Your monthly payment will be determined by the loan amount, the annual percentage rate on the loan and the loan term. It’s best to use these details to run the numbers on a potential loan to be sure you can afford the monthly payments (there are hundreds of monthly payment calculators throughout the internet). Defaulting on an auto loan can mean risking the repossession of your vehicle and a massive dent in your future credibility. You’ll also be better prepared to incorporate this new payment into your monthly budget if you have a number to work with before finalizing the loan.

4. Are there any available incentives that can bring down the cost of this loan?

Before closing on a loan, ask the lender about any available incentives that can help you save on the cost of the car. Here are two incentives you may be able to access:

  • The cash rebate. This incentive allows borrowers to apply a dollar amount to the price of a vehicle, effectively bringing down the price. The borrower receives the discounted amount in a cash rebate when the loan is finalized. These rebates are typically offered regionally or under specific circumstances, such as to repeat buyers of a certain brand, buyers who have left a competing brand, recent graduates or members of the military. 
  • Dealer cash. This incentive is similar to the cash rebate, but it’s offered by the dealer instead of the automaker. Dealers may offer these incentives near the end of the month, quarter or model year, as they scramble to reach a quota set by the automaker. The dealer will be compensated for reaching this quota and is consequently open to bringing down the price for the buyer. However, you’ll only know about this incentive if you ask.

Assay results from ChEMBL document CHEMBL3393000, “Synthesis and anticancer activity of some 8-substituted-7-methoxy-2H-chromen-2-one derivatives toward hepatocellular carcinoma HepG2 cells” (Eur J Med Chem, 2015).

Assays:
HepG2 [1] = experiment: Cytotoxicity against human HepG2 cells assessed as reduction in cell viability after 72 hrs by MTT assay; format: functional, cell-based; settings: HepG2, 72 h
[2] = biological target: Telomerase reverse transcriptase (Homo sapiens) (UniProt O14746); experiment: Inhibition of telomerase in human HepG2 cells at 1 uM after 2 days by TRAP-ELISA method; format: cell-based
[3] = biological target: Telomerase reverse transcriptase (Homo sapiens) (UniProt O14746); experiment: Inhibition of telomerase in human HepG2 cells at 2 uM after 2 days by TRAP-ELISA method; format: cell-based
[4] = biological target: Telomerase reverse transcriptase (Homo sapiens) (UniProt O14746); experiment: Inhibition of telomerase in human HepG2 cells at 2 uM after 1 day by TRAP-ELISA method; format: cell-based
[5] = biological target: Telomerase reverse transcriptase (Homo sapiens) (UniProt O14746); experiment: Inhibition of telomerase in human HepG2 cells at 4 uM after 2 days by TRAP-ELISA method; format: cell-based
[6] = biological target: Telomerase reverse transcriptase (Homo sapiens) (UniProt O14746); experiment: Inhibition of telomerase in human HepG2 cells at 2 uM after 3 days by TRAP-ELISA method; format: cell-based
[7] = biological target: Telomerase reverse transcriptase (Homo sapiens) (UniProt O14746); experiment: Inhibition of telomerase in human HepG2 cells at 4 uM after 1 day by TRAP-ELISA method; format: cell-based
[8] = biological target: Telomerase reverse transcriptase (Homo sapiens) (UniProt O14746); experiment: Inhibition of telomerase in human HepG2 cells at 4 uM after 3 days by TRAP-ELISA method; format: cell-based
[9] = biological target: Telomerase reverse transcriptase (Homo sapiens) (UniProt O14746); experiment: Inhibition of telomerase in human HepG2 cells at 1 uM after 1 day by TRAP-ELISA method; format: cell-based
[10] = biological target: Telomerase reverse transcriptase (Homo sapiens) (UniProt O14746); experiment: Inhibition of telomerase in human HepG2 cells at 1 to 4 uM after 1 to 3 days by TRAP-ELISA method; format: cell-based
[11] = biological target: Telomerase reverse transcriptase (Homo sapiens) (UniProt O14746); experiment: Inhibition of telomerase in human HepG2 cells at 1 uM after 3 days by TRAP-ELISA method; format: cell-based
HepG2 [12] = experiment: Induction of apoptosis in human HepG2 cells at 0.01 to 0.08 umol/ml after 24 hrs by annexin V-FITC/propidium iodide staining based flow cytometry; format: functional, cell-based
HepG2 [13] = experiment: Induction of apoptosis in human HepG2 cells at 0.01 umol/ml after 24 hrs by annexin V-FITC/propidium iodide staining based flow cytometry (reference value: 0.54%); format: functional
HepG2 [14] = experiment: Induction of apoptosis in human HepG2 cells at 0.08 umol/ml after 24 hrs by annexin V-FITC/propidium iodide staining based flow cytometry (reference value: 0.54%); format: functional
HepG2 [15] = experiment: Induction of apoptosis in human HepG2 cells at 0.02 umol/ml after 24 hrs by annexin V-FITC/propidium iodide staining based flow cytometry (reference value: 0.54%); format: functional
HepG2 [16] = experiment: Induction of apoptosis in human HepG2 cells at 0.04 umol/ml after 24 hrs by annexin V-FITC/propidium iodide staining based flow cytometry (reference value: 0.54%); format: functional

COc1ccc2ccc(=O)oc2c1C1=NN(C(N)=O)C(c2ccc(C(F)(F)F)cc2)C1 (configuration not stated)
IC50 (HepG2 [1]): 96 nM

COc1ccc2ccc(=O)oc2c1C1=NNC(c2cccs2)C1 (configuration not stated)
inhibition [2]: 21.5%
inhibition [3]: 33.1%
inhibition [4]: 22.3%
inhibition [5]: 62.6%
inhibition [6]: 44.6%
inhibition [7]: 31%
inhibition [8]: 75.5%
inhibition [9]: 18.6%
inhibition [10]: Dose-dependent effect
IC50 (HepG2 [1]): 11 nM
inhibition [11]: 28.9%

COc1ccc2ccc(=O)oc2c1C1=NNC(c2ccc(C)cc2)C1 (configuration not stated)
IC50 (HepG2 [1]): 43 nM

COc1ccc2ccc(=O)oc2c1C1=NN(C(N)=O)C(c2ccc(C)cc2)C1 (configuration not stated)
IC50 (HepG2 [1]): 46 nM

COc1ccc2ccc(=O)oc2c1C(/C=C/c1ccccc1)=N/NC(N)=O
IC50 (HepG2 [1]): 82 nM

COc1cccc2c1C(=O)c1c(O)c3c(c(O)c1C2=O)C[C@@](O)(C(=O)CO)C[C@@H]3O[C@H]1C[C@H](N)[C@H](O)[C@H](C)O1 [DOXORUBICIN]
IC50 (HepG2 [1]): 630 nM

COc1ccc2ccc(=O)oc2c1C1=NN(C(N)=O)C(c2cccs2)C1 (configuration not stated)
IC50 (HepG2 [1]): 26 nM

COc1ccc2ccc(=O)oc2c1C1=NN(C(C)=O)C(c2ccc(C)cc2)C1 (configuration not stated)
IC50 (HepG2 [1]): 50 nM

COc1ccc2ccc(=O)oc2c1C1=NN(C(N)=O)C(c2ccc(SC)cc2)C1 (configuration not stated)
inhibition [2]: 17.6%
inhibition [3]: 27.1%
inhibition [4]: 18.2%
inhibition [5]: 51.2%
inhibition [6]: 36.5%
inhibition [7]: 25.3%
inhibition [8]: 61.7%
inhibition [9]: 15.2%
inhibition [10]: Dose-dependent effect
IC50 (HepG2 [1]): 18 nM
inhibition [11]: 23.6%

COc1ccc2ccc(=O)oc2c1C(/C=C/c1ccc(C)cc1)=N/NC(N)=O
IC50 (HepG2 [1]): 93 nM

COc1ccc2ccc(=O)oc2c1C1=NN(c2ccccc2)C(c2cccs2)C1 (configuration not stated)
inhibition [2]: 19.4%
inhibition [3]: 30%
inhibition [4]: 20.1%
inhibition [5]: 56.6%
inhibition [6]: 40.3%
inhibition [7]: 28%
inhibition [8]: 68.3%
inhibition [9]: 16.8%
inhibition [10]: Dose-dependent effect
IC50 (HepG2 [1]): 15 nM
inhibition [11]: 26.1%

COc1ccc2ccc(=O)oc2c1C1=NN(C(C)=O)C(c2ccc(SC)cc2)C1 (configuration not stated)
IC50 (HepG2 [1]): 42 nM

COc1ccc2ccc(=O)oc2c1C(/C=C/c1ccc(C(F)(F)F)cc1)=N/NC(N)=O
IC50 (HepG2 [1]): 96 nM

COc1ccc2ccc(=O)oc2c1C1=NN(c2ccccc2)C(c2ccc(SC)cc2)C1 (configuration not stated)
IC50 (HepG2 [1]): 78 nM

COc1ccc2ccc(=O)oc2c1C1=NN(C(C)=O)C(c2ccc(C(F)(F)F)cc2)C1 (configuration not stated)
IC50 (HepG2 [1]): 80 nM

5. Do I really need an extended warranty?

Dealers can be overly eager to sell extended warranties to new car owners, but these may not be in the buyer’s best interest. If you’re purchasing a new car, it likely comes with a factory warranty covering the vehicle up to 100,000 miles, making an extended warranty an unnecessary expense. If you’re buying a used car, have it thoroughly inspected by a mechanic and get a detailed vehicle report on AutoCheck.com or Carfax.com to see if you need the extra protection that an extended warranty provides.  

Your Turn: Which factors do you consider before finalizing an auto loan? Tell us about it in the comments. 

All You Need to Know About Home Equity Loans

As you pay down your first mortgage or the value of your home increases, you develop equity. When you have equity built up in your home, borrowing against it with a home equity loan is a great way to tap into the money when you need it most. Many people take out a home equity loan to finance home improvements, pay for their child’s college education, cover unforeseen medical costs, and many other purposes. Here’s all you need to know about home equity loans. 

What is a home equity loan? 

A home equity loan (HEL), or second mortgage, is a secured loan that allows homeowners to borrow against the equity in their home. The loan amount is based on the difference between the home’s current market value and the homeowner’s outstanding mortgage balance. Home equity loans tend to be fixed-rate, while the typical alternative, home equity lines of credit (HELOCs), generally have variable rates and allow the borrower to withdraw funds as needed.